Sharing Steve :: New Stuff
Saturday, August 06, 2005

Fly the Friendly Steve -- American Airlines mag
American Airlines
Celebrated Weekend
Another L.A. Story
by Mark Seal

Steve Martin is a wealthy businessman in Shopgirl and a bumbling detective in The Pink Panther. He's somewhere in between as he leads us on a trip through the heart and soul of Beverly Hills.

"I really didn't see Beverly Hills, at least in my consciousness, until I was 21," Steve Martin says, recalling his first glimpse of the place that has become his hometown. We're doing our best to squeeze into a 45-minute telephone interview a mythical place whose name alone is a metaphor for fortune and fame.

Martin grew up in nearby Orange County, where he commuted to jobs selling trinkets and guidebooks at Disneyland and Knott's Berry Farm. At 21, he was a comedy writer, freshly hired for The Smothers Brothers Comedy Hour. Dick and Tommy Smothers invited him to dinner, and after he cleaned his plate at the storied Regent Beverly Wilshire Hotel, the brothers did a very Beverly Hills thing, which still thrills him.

"It was the first time I ever saw anyone treat," he says. "They treated the writers to dinner. I was 21 years old, and nobody treated anybody. I thought, 'What a cool thing to do!' I think they influenced me. Today, I try to pick up the tab as much as possible."

Now, the actor/comedian/director/best-selling novelist/playwright can afford to pick up as many tabs as he wants. But I'm willing to pay my own way as long as Martin shows me where to go. Investigating his hometown proves to be a task worthy of Inspector Clouseau, the French detective that Peter Sellers made famous and which Martin revives this February in The Pink Panther. Beverly Hills is a place whose boundaries are vague and whose citizens are elusive. But its charms, Martin insists, are on display for anyone who visits.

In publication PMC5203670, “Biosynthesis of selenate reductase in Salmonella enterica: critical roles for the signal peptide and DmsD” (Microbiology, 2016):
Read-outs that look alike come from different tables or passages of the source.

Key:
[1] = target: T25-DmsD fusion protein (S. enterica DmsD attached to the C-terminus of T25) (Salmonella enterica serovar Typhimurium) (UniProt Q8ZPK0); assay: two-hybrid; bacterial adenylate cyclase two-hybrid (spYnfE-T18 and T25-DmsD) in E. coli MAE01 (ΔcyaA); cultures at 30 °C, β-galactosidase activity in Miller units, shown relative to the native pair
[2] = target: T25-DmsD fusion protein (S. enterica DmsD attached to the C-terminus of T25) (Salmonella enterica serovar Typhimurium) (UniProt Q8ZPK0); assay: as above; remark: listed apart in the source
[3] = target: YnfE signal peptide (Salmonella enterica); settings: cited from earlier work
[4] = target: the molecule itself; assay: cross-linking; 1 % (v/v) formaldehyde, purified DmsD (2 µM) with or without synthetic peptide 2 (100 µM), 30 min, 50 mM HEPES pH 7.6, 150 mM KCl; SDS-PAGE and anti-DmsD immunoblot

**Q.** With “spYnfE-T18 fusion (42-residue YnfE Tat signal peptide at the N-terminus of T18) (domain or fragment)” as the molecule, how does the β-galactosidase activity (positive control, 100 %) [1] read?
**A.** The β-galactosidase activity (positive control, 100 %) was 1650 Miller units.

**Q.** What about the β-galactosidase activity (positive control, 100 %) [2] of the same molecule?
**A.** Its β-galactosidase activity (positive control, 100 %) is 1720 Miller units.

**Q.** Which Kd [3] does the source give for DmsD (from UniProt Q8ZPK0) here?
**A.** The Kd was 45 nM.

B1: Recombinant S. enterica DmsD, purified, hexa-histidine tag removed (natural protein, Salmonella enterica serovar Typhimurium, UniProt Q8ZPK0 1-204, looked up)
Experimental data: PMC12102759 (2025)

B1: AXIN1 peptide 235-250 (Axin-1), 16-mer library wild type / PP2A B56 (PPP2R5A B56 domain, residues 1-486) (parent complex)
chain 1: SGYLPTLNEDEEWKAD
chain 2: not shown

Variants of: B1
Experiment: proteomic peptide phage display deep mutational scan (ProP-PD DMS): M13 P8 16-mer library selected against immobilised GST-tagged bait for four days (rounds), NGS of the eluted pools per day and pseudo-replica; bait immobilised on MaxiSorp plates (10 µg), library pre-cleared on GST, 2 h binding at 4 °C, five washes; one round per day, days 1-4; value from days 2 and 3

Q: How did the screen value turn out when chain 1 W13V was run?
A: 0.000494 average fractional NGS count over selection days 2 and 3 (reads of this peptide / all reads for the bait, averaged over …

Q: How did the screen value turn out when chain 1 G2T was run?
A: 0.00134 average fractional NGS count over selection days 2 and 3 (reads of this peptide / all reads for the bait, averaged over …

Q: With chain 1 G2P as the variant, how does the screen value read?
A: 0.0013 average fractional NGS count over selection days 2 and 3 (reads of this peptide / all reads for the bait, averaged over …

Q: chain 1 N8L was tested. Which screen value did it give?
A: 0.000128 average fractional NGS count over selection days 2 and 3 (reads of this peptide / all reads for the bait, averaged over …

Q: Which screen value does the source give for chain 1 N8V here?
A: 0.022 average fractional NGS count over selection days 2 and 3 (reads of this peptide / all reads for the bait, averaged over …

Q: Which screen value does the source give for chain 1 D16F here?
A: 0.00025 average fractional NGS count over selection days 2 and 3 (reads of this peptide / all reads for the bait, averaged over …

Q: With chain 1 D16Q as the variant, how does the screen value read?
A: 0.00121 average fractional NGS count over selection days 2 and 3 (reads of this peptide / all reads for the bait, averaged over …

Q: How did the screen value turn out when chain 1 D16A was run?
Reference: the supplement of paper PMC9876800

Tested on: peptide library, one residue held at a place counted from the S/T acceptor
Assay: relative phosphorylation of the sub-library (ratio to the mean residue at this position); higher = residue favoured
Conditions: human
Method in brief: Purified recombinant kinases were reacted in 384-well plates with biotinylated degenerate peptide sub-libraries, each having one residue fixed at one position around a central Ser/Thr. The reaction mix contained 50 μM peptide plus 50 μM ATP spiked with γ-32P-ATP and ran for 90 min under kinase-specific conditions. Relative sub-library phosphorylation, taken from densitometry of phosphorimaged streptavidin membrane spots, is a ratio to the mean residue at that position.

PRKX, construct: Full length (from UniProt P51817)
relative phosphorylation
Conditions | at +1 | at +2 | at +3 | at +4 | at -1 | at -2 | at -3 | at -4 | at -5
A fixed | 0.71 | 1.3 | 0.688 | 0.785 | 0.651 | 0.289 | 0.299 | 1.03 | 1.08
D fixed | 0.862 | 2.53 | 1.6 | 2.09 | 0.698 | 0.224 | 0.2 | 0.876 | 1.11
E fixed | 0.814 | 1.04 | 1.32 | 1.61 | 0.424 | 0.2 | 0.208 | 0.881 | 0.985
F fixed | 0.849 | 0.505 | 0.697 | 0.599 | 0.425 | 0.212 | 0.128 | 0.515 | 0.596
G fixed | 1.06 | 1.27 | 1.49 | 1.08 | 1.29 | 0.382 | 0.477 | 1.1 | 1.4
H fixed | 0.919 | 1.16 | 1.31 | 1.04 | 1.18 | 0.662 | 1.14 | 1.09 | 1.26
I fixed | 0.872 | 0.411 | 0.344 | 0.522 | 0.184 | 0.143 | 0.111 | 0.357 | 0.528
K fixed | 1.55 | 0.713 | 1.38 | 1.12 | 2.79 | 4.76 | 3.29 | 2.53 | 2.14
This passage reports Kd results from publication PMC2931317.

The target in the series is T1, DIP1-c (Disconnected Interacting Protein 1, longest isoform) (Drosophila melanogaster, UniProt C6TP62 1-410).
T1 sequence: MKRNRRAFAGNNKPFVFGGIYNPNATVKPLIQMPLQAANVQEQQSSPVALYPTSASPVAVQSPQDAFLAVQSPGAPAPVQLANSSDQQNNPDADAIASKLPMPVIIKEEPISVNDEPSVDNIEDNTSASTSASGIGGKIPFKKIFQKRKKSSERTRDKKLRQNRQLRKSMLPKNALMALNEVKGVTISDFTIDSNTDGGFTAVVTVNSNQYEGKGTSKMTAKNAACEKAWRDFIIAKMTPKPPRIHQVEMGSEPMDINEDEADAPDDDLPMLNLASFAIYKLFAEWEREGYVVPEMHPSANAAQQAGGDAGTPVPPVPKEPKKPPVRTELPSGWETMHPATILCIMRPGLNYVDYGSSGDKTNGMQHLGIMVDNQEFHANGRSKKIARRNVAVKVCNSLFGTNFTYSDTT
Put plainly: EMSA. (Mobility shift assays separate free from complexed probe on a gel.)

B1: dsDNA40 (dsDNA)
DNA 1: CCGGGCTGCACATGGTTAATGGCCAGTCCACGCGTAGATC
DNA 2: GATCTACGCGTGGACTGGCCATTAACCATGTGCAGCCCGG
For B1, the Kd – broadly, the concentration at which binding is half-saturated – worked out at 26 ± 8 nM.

"The strangest thing is, it was kind of a small town [when I first became aware of it], and the point I'm going to make is, it actually still is, in its own sweet way," he says.

"Try to make me interesting," Martin says, when I finish peppering him with questions, demanding names, places, details. He provides a pretty good description of what he calls "Beverly Hills and its environs," which might do for a normal city. But this is Beverly Hills. That requires something more, something extra. So I do the only sensible thing: escape my desk in the flatlands of Texas, slip on my best strategically torn jeans, white shirt, and blue blazer, and fly off to the West Coast. There, I rent a vintage convertible, slide on a pair of sunglasses, and insert Steve Martin's Guide to Beverly Hills into the cassette player.

"It was a place I would pass through," Martin is saying above the roar of the 405 Freeway. "There were a lot of shops that I couldn't afford to go into. I left when I was about 25 and moved to Santa Fe, New Mexico; and then I lived in Aspen, Colorado; and then I came back home, came back to L.A. But you have to understand that L.A. was very smoggy then, and so it was a place to leave. They cleaned it up! So when I came back, I was very surprised. They actually did something about it, and now it seems like it is very sunny and has bright, breathable days. It made it more like home."

From the 405, I take the Santa Monica Boulevard exit and drive east. Turning right on Rodeo Drive -- always pronounced Ro-day-o -- I enter a different world. The Los Angeles of strip centers, billboards, and disarray becomes orderly, clean, civilized. The sky is as blue as the topaz in the endless jewelry-shop windows, and the sun turns the white concrete brilliant, as if the whole scene were lit like a movie set, making the world's most famous street come alive. There are flowers and sculptures, and the median is festooned with Herb Ritts's and Mario Testino's "Rodeo Drive Walk of Style" photographs. The three-block-long string of shops that Martin once couldn't afford to shop at are lined up like starlets: Gucci, YSL, Ralph Lauren, and the new Rem Koolhaas-designed Prada store, an indescribably futuristic structure in which mannequins are submerged in see-through, Plexiglas-covered manholes in the floor. Everything seems familiar, because it is -- from movies and television. It's practically a costar in Pretty Woman.

"That's what Beverly Hills is: a place where big companies have their flagships," Martin is saying from the speakers of my car. "There's a lot of money poured into Beverly Hills."